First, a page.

But back to the present. Entering the Olympia site, you see the remains of what was obviously a busy, impressive compound filled with spectacular buildings. Rows of columns reveal where large, classical buildings once stood: the gymnasium; the Palaestra, where the wrestlers trained; the temples; the baths; the Leonidaion, a guesthouse for noble men. There are administrative buildings, treasuries where the votive offerings were kept, and the Echo Hall, where announcements were said to echo seven times.

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These days the building sites are grown over with grass and moss, and strolling among them is a peaceful experience, even with tourists filling the site. But it’s clear that this was once a bustling place.

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One of Olympia’s showcases was the temple of Zeus, in the centre of the complex. It once housed one of the wonders of the ancient world, a 37.5-foot statue of the god made of gold and ivory. It unfortunately disappeared in the fourth century A.D. Today, only the pedestal and a few columns remain of the temple (seen below), but its influence is still felt far and wide. With its classic proportions — 13 columns on the long sides and six on the ends — this was the model for all the Doric temples in the Greek world.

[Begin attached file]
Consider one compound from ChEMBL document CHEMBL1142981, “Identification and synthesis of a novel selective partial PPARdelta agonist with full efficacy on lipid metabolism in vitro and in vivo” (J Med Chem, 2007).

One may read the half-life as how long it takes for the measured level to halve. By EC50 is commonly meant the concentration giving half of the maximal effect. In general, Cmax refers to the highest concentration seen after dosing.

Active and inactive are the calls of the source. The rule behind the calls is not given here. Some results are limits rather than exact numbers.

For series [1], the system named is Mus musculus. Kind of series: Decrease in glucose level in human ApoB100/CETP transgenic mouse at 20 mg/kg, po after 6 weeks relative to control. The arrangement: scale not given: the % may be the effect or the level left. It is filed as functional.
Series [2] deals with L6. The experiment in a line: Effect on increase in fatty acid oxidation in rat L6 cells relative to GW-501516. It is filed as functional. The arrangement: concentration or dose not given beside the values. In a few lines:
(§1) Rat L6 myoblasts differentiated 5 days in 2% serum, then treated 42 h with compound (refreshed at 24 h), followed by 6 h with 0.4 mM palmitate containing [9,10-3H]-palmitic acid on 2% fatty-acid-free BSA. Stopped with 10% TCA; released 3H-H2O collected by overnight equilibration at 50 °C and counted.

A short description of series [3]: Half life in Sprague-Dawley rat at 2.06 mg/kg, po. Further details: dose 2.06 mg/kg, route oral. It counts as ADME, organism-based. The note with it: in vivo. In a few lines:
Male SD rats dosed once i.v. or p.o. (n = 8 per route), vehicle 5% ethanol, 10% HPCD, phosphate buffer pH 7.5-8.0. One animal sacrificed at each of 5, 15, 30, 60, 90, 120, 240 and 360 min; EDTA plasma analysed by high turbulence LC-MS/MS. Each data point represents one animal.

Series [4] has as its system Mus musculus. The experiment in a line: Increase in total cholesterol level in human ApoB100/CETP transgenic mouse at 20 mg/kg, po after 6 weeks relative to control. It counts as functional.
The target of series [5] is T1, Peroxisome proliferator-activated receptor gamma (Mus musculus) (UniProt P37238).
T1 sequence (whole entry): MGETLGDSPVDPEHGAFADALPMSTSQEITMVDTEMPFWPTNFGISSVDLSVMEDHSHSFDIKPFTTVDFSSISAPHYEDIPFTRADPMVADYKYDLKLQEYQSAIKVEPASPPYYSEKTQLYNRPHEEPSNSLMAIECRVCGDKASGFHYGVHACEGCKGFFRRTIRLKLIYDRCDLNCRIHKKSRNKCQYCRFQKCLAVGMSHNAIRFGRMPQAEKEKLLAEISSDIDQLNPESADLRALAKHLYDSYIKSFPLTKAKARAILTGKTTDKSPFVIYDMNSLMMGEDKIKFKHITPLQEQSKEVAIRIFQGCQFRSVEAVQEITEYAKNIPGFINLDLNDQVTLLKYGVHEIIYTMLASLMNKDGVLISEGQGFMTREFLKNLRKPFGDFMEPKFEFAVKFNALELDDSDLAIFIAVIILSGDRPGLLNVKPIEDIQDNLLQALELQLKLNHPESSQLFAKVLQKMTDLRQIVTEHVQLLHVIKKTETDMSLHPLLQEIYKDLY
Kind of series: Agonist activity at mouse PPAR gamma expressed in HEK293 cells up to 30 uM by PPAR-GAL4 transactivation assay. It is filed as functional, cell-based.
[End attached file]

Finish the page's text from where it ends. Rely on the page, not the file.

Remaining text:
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Nearby are the ruins of the Philippeion, a circular monument to King Philip II of Macedonia, who started it, and to Alexander the Great, his son, who finished it. (Alexander actually competed in the Olympics, but didn’t win.) Today only three columns remain, but it doesn’t take much imagination to envision its original glory.

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A little farther on, at the end of the complex, is the place most visitors come to see: the stadium itself. And that’s where most of them — including me — are pretty disappointed. Your expectations begin to rise as you walk through the Krypte, the tunnel leading to the stadium.